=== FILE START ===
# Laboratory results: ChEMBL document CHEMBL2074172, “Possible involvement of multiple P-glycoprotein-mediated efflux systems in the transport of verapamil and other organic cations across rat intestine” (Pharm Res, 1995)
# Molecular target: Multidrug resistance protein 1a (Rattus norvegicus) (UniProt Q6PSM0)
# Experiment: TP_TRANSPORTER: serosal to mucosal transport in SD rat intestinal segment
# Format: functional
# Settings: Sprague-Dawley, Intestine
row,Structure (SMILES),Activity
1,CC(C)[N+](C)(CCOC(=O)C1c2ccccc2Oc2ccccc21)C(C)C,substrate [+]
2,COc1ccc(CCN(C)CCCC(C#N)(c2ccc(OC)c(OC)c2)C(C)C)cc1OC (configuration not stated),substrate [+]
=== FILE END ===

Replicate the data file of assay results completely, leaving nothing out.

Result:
# Laboratory results: ChEMBL document CHEMBL2074172, “Possible involvement of multiple P-glycoprotein-mediated efflux systems in the transport of verapamil and other organic cations across rat intestine” (Pharm Res, 1995)
# Molecular target: Multidrug resistance protein 1a (Rattus norvegicus) (UniProt Q6PSM0)
# Experiment: TP_TRANSPORTER: serosal to mucosal transport in SD rat intestinal segment
# Format: functional
# Settings: Sprague-Dawley, Intestine
row,Structure (SMILES),Activity
1,CC(C)[N+](C)(CCOC(=O)C1c2ccccc2Oc2ccccc21)C(C)C,substrate [+]
2,COc1ccc(CCN(C)CCCC(C#N)(c2ccc(OC)c(OC)c2)C(C)C)cc1OC (configuration not stated),substrate [+]